iRest, the Wounded Warrior Project & Lifetime

By Tricia Groenheim

A large Fitness Center has partnered with the Wounded Warrior Project in select regions to provide 6 month memberships to local Warriors and their family members, which includes full use of the facility, sessions with personal trainers, child care services and access to the latest equipment and health screening. Currently, we have 25 Warriors participating in the Colorado Springs, CO location, which is saturated with a strong military community.

Permission was granted for me to lead a 5 week iRest practice, meeting with the Warriors once a week. It is believed that this was the first time iRest was practiced within a Lifetime club.

During our first gathering, a young Army Veteran commented that “I hate people; hate the sound of children playing outside and have so many demons that I have not slept in years”. He declared he would stay awake and alert, yet was asleep and snoring within 3 minutes.

When he “awoke” at the end of the session, he mentioned that he could hear me the entire time, knew that he was snoring and was terrified for the children he could hear playing in the indoor pool (our studio is located above the aquatics area). What was revealed to him during a flashback was not a hatred for “children playing outside” but an actual fear for their safety. I assured him that the children were swimming in an indoor facility and that adults were caring for their safety. He smiled, shook my hand and said, “I don’t hate you. I will come back next week”.

Another Army Veteran developed seizures, ticks and stuttering post deployment and an acute fear of most places. It remains a courageous act for him to navigate the halls of the club and find his way to the studio room each Wednesday. During our third session, he invited his father to attend, a Vietnam Veteran himself and his son’s primary caregiver.

When I asked the father why he had chosen to participate this day he answered, “I wanted to witness first hand what was finally helping my son to sleep and not be afraid. If it’s working for him could it work with my nightmares?” Father and son rested on their mats side by side with the older man gently touching his son’s hand, a pure display of love and an example of the motto, “never leave a man behind”. Joe would later comment that,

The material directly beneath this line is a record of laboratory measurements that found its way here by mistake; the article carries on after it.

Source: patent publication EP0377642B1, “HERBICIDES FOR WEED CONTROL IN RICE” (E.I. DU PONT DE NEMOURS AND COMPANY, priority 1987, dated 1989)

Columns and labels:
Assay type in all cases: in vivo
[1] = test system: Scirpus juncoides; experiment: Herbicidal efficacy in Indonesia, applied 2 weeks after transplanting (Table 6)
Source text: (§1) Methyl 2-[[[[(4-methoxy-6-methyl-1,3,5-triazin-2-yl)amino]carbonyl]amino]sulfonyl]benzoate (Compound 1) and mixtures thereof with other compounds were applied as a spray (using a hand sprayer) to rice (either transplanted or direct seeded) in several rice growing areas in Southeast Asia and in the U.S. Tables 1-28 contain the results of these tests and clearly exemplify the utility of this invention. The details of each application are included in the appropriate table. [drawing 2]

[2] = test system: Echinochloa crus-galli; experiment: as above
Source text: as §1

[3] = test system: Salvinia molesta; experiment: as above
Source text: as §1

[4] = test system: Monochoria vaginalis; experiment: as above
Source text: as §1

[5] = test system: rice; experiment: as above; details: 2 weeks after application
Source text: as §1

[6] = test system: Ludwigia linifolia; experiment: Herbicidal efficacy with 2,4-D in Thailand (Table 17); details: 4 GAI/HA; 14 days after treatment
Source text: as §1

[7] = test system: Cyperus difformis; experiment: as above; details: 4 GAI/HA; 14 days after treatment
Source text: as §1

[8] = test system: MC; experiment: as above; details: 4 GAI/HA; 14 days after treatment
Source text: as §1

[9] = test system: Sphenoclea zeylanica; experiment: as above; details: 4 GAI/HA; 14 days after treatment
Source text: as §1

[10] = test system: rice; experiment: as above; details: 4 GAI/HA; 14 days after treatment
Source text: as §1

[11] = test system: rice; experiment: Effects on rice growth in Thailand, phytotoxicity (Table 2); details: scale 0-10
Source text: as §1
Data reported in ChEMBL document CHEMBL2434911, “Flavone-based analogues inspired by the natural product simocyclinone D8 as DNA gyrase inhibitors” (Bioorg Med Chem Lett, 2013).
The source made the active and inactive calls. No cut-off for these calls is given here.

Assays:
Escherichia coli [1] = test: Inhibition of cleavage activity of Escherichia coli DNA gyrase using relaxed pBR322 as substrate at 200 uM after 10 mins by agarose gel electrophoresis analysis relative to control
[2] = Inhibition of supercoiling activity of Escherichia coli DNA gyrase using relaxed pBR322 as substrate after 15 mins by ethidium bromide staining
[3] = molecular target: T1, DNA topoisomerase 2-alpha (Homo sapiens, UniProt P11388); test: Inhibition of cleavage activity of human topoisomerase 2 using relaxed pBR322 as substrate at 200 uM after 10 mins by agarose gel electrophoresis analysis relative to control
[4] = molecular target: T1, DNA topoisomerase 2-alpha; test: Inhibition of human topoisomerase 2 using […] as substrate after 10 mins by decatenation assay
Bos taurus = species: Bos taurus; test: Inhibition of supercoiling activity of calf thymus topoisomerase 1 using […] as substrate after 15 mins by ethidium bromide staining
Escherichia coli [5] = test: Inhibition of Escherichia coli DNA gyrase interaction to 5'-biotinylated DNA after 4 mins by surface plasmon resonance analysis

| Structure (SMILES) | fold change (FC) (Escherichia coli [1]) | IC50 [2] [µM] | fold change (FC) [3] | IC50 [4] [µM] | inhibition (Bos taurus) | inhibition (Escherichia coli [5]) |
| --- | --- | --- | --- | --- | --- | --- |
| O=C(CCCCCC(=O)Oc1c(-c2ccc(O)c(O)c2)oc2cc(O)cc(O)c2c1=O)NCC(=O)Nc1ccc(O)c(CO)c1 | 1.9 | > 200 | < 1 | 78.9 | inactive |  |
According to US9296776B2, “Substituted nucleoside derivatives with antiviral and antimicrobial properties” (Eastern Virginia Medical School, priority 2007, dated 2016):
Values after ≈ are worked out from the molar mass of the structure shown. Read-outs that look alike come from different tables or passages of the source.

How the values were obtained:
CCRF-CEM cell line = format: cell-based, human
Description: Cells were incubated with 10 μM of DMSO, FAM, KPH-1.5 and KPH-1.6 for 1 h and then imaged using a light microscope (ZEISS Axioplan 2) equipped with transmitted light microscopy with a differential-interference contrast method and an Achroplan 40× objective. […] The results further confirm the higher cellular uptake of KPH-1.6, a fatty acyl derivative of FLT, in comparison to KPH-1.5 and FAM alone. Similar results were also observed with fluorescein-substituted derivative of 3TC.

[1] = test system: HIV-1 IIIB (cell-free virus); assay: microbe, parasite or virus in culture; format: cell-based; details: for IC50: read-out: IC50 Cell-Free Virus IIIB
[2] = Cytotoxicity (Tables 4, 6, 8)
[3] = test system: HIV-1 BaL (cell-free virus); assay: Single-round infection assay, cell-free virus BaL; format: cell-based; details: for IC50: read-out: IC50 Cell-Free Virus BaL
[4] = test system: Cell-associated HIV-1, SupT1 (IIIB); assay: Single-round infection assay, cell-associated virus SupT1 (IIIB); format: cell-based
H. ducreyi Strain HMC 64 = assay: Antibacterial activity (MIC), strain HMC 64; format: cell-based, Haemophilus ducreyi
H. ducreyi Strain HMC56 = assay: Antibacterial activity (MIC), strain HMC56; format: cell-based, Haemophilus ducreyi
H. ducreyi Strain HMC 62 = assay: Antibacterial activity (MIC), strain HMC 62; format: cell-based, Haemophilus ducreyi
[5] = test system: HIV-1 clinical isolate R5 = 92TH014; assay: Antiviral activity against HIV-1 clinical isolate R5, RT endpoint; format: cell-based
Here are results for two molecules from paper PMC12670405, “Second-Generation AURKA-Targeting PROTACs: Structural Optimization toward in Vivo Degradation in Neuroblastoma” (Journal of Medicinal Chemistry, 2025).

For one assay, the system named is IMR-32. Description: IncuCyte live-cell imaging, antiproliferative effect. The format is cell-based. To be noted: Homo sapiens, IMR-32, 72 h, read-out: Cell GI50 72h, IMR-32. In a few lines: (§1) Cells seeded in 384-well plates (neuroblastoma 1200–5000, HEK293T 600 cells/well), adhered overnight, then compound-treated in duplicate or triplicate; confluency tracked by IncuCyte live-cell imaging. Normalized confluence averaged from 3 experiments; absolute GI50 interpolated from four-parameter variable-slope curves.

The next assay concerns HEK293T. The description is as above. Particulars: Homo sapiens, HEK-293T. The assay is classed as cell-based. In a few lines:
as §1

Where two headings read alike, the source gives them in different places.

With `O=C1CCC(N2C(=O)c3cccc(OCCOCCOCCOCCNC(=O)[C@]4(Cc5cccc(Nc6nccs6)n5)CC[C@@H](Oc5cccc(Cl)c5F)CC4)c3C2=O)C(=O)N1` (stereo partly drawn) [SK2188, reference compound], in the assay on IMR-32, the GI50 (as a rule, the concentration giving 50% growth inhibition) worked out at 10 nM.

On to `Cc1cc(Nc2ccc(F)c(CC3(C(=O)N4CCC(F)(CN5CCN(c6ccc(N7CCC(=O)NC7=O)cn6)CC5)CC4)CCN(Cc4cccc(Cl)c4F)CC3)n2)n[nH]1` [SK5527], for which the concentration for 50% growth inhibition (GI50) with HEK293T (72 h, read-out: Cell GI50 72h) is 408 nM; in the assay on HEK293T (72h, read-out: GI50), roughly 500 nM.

“As a wounded Veteran with physical and emotional scars, this meditation was amazing. It helped me find a peace in which I could open up to some of the emotions that I have kept locked up in my mind. It gave me new tools in which I could use in my everyday life. I was able to use the meditation practices to find an easier way to fall asleep when sleep was hard to find. While enduring another MRI at the VA, I was for the first time, able to control my anxiety. I not only made it through the exam but I rested peacefully during the normally loud, obnoxious, small, cold machine as it imaged and mapped my brain for the doctors. “ Joe F., SFC, US Army (retired).

Today, I returned from Seattle after teaching all weekend at a women’s healing retreat where I was able to provide two iRest practices. Most of the women attending had a connection to the armed services; as wives, formally active duty themselves, mothers of service members or mental health providers working in the military treatment facilities. Erin S., a guidance counselor and mental health provider at a military high school in Germany for 8 years, where deployments and trauma are an inevitable part of life, had this to say after her second iRest practice:

“This practice reminded me to take care of myself and that it is okay to be me even if I do not know what is coming next. I was able to feel myself, my energy, wishes, desires, struggles, road blocks and gates and move to a place of peace and joy.”

This is my family, a community that I have been a part of since 1989 and will continue as my oldest son enters the Air Force. For years I have worked with, for and alongside the strongest and fittest Americans, loyal and committed to service. When the scars of war began to appear on our bases, they were mostly visible. Yet it was immediately apparent that the invisible lurked beneath the surface.

What has not changed? These same Americans remain strong, loyal and committed to service. It is those of us who have been given the gift of compassion and choose to serve who have to change our perspective, approach and resolve to also never leave someone behind no matter where the battlefield may lie.